The following Evaluations are provided to illustrate the uses of the novel compounds of this invention, and are not to be construed as limiting the scope of uses and properties of these compounds.
Test flats were prepared from soil blended with fertilizer, sand and peat moss and prepared for seeding in replicates of about 10 inches by about 20 inches and about 2 to 3 inches deep. The flats were seeded with the test species in rows, covered with soil and watered till moist to feel. The test chemical was sprayed on the surface of the flats before seeding, and incorporated into top 1 inch of soil. The results were observed by comparison to controls 4 to 5 weeks after seeding. The percent control in the case of grass weeds and broadleaf weeds is based upon the number and vigor of weeds emerging in the treated flat as compared to the untreated controls. Percent injury in the case of crop plants represents the extent of growth inhibition that can be observed by comparison of the crop plants in the treated soil and those in the untreated soil.
Table II__________________________________________________________________________2,6-DINITROANILINE DERIVATIVES__________________________________________________________________________Bu t-Bu t-Bu t-Bu t-Bu t-Bu t-Bu t-Bu t-Bu t-Bu t-Bu t-Bu t-BuR Me Et i-Pr n-Bu s-Bu t-Bu t-Pe i-Pe allyl methoxy propyl dimethoxy ethyl ##STR2##Compound No. 1 2 3 4 5 6 7 8 9 10 11 12Rate No./A 16 16 8 8 8 8 8 8 8 8 8 8__________________________________________________________________________TestPlantDowny 10 100 100 60 100 100 100 100 100 100 100 60BromeChickweed 0 100 100 30 100 100 100 90 100 100 30 0Wildoats 0 100 100 70 90 100 100 90 100 50 10 80Barnyard- 10 100 100 75 100 100 90 95 100 95 50 70grassFoxtail 15 100 100 80 100 100 100 100 100 100 90 40Morning- 0 15 30 0 85 0 0 0 30 0 20 0gloryVelvet- 30 10 25 0 80 0 10 80 0 0 0 0leafJohnson 10 100 100 85 100 100 100 95 100 90 30 70grassPigweed 20 100 100 95 100 90 90 95 100 70 80 30Lambs- 20 100 100 45 100 95 50 0 100 95 50 100quarterNutsedge 10 0 100 100 100 0 0 0 0 0 0 0Alo- 20 100 100 100 100 100 100 100 100 100 100 100pecurusCurled 0 100 95 95 40 50 100 95 100 90 85 85dockCrabgrass 30 100 100 100 100 100 100 100 100 100 100 952,6-DINITROANILINE DERIVATIVES__________________________________________________________________________Bu t-Bu t-Bu t-Bu s-Bu s-Bu s-Bu s-Bu s-Bu s-Bu s-Bu s-Bu s-Bu cyclo n- cyclo propyl cyclo dimethoxy methoxyR hexyl propyl methyl Me Et i-Pr s-Bu n-Bu t-Bu hexyl ethyl propylCompound No. 13 14 15 16 17 18 19 20 21 22 23 24Rate No./A 16 8 8 8 8 8 8 8 8 8 8 8__________________________________________________________________________TestPlantDowny 40 40 0 100 100 100 100 100 100 30 0 60BromeChickweed 10 80 100 100 100 100 100 90 100 0 0 20Wildoats 50 80 0 20 100 100 100 90 90 90 15 0Barnyard- 65 30 0 10 100 100 100 90 100 70 30 80grassFoxtail 70 95 0 90 100 100 100 95 100 95 40 60Morning- 0 0 0 0 20 30 40 0 0 0 10 40gloryVelvet- 0 0 0 10 0 40 40 0 40 0 10 80leafJohnson 70 0 -- 90 100 100 100 100 100 70 30 95grassPigweed 85 0 40 100 100 100 100 100 100 70 100 50Lambs- 30 -- -- 100 100 100 100 10 90 20 0 60quarterNutsedge 0 0 0 70 100 10 0 0 0 0 0 0Alo- 90 100 -- 95 100 100 100 100 100 100 40 100pecurusCurled 40 90 -- 40 100 100 100 90 100 70 30 100dockCrabgrass 90 100 85 100 100 100 100 100 100 95 90 100__________________________________________________________________________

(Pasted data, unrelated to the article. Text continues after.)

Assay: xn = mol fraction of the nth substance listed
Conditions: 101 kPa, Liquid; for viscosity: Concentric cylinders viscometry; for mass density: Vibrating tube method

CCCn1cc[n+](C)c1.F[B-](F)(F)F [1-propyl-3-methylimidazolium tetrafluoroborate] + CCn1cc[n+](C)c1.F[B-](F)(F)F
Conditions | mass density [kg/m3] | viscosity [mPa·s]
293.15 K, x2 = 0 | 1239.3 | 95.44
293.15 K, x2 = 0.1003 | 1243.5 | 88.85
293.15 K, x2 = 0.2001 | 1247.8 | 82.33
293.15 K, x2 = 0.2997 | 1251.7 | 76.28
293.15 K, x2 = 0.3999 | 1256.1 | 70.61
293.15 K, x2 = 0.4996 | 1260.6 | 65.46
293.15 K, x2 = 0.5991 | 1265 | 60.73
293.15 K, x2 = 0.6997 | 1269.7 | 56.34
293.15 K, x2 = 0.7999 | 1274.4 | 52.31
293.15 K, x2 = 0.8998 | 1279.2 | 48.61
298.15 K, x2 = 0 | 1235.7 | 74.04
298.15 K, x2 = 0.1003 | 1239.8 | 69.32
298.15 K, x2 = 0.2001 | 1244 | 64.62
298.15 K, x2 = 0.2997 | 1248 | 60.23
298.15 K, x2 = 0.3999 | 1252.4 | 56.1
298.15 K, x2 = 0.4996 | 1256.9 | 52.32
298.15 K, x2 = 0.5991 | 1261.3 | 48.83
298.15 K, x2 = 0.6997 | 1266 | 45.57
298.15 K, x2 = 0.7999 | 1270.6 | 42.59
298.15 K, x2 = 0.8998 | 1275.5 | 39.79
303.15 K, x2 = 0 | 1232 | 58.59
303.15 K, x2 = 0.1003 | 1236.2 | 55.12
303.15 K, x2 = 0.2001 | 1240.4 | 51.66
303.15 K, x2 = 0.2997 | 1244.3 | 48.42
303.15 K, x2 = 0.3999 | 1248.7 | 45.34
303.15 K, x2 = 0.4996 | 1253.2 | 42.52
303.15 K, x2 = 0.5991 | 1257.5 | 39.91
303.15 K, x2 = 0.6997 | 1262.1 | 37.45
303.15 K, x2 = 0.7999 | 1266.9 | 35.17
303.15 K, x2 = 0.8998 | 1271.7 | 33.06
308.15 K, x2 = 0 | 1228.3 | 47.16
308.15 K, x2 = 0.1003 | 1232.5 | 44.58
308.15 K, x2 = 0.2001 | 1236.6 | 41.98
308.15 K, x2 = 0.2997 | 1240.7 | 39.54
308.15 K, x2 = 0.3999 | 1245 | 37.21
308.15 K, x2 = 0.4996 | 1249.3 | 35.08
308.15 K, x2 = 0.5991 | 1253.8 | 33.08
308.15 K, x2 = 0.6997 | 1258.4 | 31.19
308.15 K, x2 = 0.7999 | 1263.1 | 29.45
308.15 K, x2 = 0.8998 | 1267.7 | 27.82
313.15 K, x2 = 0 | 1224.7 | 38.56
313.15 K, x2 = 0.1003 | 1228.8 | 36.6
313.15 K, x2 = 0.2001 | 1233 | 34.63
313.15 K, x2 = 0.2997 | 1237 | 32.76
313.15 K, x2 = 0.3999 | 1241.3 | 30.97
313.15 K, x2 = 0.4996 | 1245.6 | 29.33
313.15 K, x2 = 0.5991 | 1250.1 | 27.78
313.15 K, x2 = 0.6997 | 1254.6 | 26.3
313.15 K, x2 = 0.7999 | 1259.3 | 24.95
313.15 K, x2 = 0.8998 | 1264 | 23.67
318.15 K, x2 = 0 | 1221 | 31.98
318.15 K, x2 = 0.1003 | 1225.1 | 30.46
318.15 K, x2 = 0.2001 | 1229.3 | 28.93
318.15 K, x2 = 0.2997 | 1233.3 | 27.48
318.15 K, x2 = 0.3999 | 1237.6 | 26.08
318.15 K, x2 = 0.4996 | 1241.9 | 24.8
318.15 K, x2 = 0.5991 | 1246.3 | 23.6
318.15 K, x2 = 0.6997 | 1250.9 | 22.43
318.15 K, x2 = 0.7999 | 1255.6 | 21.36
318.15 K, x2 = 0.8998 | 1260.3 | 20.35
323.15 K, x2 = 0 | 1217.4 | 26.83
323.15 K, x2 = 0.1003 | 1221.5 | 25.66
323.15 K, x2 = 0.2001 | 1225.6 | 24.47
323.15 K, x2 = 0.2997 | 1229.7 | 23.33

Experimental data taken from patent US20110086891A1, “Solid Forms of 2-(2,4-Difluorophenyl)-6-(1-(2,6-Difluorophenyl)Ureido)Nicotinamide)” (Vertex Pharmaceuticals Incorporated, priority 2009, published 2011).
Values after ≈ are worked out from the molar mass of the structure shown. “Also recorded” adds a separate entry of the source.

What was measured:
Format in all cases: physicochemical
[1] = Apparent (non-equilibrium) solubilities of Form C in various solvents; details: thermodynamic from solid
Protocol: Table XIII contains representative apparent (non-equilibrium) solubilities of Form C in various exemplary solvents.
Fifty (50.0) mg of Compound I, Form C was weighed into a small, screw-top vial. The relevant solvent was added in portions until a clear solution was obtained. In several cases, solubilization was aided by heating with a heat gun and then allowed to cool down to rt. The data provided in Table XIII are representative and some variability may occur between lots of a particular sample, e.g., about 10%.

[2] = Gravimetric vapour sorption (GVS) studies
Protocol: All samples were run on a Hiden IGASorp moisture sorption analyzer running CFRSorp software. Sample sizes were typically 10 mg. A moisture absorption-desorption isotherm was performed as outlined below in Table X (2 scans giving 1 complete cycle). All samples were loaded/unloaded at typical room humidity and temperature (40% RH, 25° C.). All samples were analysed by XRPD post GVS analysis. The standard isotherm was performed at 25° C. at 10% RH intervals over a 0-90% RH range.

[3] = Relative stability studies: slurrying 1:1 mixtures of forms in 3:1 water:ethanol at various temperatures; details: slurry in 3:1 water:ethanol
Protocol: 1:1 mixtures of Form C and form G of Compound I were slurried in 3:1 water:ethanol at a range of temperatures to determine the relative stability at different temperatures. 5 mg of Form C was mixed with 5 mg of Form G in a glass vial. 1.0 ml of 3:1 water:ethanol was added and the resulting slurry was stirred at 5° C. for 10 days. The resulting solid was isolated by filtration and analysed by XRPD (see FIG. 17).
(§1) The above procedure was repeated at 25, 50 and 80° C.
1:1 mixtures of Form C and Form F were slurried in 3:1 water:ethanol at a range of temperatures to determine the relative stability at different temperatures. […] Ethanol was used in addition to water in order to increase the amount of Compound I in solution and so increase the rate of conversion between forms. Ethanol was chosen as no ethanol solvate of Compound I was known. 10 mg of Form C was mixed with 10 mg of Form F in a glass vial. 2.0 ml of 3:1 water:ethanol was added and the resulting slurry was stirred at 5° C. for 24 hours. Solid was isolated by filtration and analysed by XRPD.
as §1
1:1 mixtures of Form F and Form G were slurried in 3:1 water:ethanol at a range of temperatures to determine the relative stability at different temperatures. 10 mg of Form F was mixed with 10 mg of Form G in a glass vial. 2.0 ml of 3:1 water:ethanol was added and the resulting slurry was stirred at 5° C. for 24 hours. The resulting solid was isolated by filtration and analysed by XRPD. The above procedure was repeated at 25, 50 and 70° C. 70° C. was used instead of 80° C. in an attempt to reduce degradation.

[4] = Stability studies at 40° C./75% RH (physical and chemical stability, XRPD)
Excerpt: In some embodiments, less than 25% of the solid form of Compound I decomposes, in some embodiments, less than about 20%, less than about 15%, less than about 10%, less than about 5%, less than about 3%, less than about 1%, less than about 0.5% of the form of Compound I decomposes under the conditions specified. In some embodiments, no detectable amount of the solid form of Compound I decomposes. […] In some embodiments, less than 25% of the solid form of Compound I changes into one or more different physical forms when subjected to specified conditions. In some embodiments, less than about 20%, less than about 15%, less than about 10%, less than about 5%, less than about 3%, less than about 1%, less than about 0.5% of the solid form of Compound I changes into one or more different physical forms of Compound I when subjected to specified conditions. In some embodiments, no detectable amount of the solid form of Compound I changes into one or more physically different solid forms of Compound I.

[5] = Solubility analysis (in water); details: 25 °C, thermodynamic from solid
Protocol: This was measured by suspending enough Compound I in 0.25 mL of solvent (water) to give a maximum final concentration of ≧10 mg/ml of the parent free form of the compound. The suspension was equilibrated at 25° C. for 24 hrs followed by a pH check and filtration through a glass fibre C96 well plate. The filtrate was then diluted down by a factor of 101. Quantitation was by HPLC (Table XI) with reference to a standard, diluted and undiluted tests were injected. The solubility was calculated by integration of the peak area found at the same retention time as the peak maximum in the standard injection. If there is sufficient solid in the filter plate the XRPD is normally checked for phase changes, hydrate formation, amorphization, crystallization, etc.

Table III__________________________________________________________________________HERBICIDAL ACTIVITY AND CROP SELECTIVITYOF COMPOUNDSCompound No. 2 3 5 6 9 17 18 19 21Rate No./A 2 1 1 2 1 1 1 1 1TestPlant__________________________________________________________________________Pigweed 95 100 100 40 15 15 30 85 0Foxtail 95 -- 100 45 -- -- -- -- --Wheat 15 30 70 10 20 10 10 0 0Crabgrass 100 100 100 100 80 80 100 100 25Curled Dock 15 45 85 0 35 30 70 45 0Corn 20 20 20 20 25 0 20 10 0Velvetleaf 0 0 30 0 0 0 0 0 0Johnson grass 45 -- 100 45 -- -- -- -- --Soybeans 0 0 0 0 0 0 0 0 0Barnyardgrass 45 100 100 45 45 80 100 100 30Lambsquarter 10 -- 45 0 -- -- -- -- --Sugar Beets 0 20 20 0 0 0 0 0 0Alfalfa 0 15 20 0 0 0 15 10 0Fall Penicum 95 100 100 25 100 90 100 100 45Cheatgrass 90 100 80 0 80 70 85 100 0Cotton 0 -- 0 0 -- -- -- -- --Alopecurus 100 100 100 90 95 95 100 100 80Chickweed 25 -- 95 0 -- -- -- -- --Cucumbers 30 0 0 0 0 0 0 0 0Muskmelon 0 -- 0 0 -- -- -- -- --Morning Glory 15 0 40 0 0 0 20 0 0Wild Mustard 10 -- 10 0 -- -- -- -- --Rice 25 100 40 15 100 100 100 100 70Annual Rye 90 100 90 30 85 90 100 100 30Cocklebur -- -- 0 -- 0 0 0 -- 0Y. Nutsedge 0 -- -- 0 -- -- -- -- --Tomatoes 0 0 20 0 0 0 0 0 0Onions 0 95 20 0 15 0 25 20 0Giant Foxtail -- 100 -- -- 40 35 100 100 35B.Nightshade -- 0 -- -- 0 0 10 0 0Jimson -- 0 -- -- 0 0 0 0 0Coffeeweed -- 100 -- -- 0 0 25 25 0Chrysanthemum -- 85 -- -- 0 0 0 10 0Galium -- 0 -- -- 0 0 0 0 0Matricaria -- 70 -- -- 0 0 20 0 0Teaweed -- -- -- -- 0 -- 0 -- 0Wild Oats -- 100 -- -- 40 25 100 10 0__________________________________________________________________________
Table IV__________________________________________________________________________CROP SELECTIVITY OF COMPOUNDS% INJURYCompoundNo. No./A Soybeans Tomatoes Cotton Corn Sugar Beets Cucumbers__________________________________________________________________________2 1 0 0 0 30 0 03 1 0 0 0 20 20 05 1 0 20 0 20 20 06 2 0 0 0 20 0 09 1 0 0 0 20 0 017 1 0 0 0 0 0 018 1 0 0 0 20 0 019 1 0 0 0 0 0 021 1 0 0 -- 0 0 07 1 0 0 -- 0 0 010 4 0 0 0 0 0 011 1 0 0 -- 0 0 014 2 0 0 0 0 0 016 1 0 0 -- 0 0 0__________________________________________________________________________